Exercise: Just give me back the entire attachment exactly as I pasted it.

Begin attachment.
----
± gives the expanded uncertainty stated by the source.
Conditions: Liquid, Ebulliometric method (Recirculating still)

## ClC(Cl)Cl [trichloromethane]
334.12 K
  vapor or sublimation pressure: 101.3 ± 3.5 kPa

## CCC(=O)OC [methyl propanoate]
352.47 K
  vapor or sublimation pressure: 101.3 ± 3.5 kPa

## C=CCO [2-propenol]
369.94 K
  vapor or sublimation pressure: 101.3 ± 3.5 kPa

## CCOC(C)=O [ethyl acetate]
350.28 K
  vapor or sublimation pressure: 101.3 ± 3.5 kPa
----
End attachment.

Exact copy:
± gives the expanded uncertainty stated by the source.
Conditions: Liquid, Ebulliometric method (Recirculating still)

## ClC(Cl)Cl [trichloromethane]
334.12 K
  vapor or sublimation pressure: 101.3 ± 3.5 kPa

## CCC(=O)OC [methyl propanoate]
352.47 K
  vapor or sublimation pressure: 101.3 ± 3.5 kPa

## C=CCO [2-propenol]
369.94 K
  vapor or sublimation pressure: 101.3 ± 3.5 kPa

## CCOC(C)=O [ethyl acetate]
350.28 K
  vapor or sublimation pressure: 101.3 ± 3.5 kPa